The case of the day, Dierig v. Lees Leisure Industries, Ltd. (E.D. Ky. 2012), is yet another example of a US case holding that service by mail in Canada is permissible. I have suggested, in a series of posts and comments here and at Antonin Pribetic’s Trial Warrior Blog, that I think service by mail in Canada is indeed permissible. I want to delve into this issue a little more closely and make it clear that my view, for cases in the federal courts anyway, depends on an opinion about the meaning of Article 10(a) of the Hague Service Convention on which not all American courts agree.
The plaintiff, Thomas Dierig, sued Lees Leisure, a British Columbia motorcycle trailers, on a products liability claim. Dierig served the summons and complaint on Lees in British Columbia via international registered mail, without first obtaining leave of court. Lees Leisure moved to dismiss. The judge denied the motion.
The judge’s discussion focuses on issues we have seen before. Article 10(a) of the Hague Service Convention provides:
Provided the State of destination does not object, the present Convention shall not interfere with–
a) the freedom to send judicial documents, by postal channels, directly to persons abroad,
Although the provision uses the word “send” instead of “serve”, the judge correctly held, with a majority of American courts, that it was intended to permit service of the summons and complaint, and not just transmission of other judicial or extrajudicial documents, by postal channels. The judge also correctly noted that Canada had not objected to service by postal channels. He even provided a helpful list of the many cases holding that service by mail in Canada is permissible under the Convention.
Here is where I think the judge may have gone wrong. The method of service must not just be authorized by the Convention; it must be authorized by the law of the forum, which in this case means the Federal Rules of Civil Procedure. Rule 4(f)(1) authorizes service by
any internationally agreed means of service that is reasonably calculated to give notice, such as those authorized by the Hague Convention on the Service Abroad of Judicial and Extrajudicial Documents.
But there is a debate—indeed, a circuit split—about whether Article 10(a) affirmatively authorizes service by postal channels (Ackermann v. Levine, 788 F.2d 830 (2d Cir. 1986), as interpreted by cases such as Papir v. Wurms, 2005 WL 372061 (S.D.N.Y. 2005)), or whether Article 10(a) merely permits service by mail (Brockmeyer v. May, 383 F.3d 798 (9th Cir. 2004)) . If the first view is right, then service by mail is always permissible unless the state of destination has objected. If the second view is right, then service by mail is permissible, the absence of an objection by the state of destination, only if the Federal Rules of Civil Procedure affirmatively authorize it. Rule 4(f)(2)(C)(ii) does authorize service by mail, but only if the law of the foreign state does not prohibit it and only if dispatched by the clerk rather than the plaintiff. I have previously written, in the comments to the post on Progressive Southeastern Insurance Co. v. J&P Transport, that I think the first view is right, but I could be wrong about that!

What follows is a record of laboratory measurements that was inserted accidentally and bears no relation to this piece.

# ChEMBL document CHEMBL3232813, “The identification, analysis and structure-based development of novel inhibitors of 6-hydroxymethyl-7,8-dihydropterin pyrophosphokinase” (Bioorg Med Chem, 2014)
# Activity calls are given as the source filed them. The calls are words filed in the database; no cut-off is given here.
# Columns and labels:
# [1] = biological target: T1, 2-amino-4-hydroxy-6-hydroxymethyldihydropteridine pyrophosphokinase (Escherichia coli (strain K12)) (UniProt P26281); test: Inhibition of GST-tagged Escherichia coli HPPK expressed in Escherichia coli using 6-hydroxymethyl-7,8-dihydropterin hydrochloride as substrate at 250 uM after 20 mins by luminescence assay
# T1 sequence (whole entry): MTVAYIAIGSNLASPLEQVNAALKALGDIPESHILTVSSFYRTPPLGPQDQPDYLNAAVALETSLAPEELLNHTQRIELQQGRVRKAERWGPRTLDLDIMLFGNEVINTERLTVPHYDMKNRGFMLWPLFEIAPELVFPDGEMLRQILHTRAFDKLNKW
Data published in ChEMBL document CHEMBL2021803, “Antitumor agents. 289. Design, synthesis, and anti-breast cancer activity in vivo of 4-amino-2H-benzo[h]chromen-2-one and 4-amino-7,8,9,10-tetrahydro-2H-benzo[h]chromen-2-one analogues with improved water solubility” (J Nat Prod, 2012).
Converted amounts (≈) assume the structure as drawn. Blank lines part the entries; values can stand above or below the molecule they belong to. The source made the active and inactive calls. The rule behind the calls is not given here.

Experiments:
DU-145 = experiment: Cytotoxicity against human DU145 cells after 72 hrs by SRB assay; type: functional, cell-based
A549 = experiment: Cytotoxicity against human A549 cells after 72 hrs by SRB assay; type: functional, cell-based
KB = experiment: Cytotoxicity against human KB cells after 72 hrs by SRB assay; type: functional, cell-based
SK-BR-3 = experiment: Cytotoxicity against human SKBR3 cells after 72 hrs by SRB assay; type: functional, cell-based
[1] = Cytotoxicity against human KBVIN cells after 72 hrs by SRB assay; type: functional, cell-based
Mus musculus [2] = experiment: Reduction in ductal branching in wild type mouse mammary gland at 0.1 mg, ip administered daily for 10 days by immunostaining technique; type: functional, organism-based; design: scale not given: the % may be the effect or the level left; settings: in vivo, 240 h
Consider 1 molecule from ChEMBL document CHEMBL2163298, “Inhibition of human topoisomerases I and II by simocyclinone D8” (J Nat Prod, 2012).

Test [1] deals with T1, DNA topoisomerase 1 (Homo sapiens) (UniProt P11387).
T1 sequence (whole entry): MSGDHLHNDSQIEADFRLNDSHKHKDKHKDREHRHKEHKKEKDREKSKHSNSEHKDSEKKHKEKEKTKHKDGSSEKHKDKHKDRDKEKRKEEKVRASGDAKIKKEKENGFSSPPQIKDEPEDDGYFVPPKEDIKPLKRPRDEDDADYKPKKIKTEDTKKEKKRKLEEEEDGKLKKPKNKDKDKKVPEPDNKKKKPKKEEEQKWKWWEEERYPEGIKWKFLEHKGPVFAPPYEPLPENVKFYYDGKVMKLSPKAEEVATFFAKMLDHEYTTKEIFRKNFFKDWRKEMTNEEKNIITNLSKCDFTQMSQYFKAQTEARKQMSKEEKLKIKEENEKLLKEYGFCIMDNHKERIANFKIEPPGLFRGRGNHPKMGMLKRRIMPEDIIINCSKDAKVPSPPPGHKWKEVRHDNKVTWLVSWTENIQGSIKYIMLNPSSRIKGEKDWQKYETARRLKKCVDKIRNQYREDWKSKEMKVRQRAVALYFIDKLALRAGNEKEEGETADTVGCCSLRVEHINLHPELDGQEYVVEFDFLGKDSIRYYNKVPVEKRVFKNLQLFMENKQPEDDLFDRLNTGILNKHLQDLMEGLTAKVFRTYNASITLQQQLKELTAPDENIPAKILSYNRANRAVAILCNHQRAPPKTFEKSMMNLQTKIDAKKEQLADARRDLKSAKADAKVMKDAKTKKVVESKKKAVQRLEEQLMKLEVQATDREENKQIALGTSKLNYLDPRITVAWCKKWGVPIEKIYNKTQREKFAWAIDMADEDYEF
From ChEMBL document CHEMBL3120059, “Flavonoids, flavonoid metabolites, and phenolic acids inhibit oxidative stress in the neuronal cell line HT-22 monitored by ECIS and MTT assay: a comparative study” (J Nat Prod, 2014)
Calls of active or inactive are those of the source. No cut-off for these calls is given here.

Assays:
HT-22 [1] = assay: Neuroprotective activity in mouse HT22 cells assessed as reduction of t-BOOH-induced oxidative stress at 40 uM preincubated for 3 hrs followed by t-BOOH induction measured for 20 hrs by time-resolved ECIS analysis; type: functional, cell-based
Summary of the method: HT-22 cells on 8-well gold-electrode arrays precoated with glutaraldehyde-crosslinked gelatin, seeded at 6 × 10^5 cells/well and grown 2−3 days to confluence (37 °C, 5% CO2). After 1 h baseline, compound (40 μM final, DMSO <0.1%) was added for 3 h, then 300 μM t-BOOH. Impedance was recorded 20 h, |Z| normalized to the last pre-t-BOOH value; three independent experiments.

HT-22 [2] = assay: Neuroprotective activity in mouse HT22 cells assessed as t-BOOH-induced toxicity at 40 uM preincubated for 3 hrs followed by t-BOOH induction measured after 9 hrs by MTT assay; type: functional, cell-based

Here it appears that the plaintiff’s lawyer, not the clerk, sent the summons and complaint. If that’s right, and if the second of the two views given above is correct, then the service was improper under US law. (What is the practical implication? In the federal courts, there’s no harm in asking the clerk to transmit the documents even if it is not strictly necessary. Why force the court to take sides in the dispute over what Article 10 means?)
It may also be, as Antonin has argued, that Canadian law (either federal law or the law of the relevant province) does not allow service by mail. Again, though, it is necessary to distinguish between prohibiting service by mail and simply not authorizing it.
If Canadian law does prohibit service by mail—and I defer entirely to Antonin on that question—and if the second of the two views given above is correct, then the service would have been improper even if the clerk, rather than the plaintiff, had dispatched the documents. Similarly, if Canadian law prohibits service by mail, and if the second of the two views given above is correct, and if “prohibits”, in Rule 4(f)(2)(C)(ii) should be read to mean “does not authorize” instead of “affirmatively forbids”, then the service would have been improper even if the clerk had dispatched the documents.
It’s important to note, by the way, that everything I’ve said so far about the permissibility of service by mail applies only where the case is pending in the U.S. District Court. If the case is filed in a state court, then the law of the forum is that state’s rules of civil procedure rather than the Federal Rules of Civil Procedure. Take Massachusetts, for example. Mass. R. Civ. P. 4(e)(3) authorizes service outside of the Commonwealth “by any form of mail addressed to the person to be served and requiring a signed receipt”, without regard to foreign law and without requiring that the clerk dispatch the papers. So in an action in the Massachusetts Superior Court, in my view at least, service by mail in Canada is always permissible. The two limitations of Fed. R. Civ. P. 4(f)(2)(C)(ii)—transmission by the clerk and the permissibility of service by mail under the foreign law—simply do not apply.
I hope this shows that asking whether “service by mail is permissible in Canada” is not a simple question with a simple answer.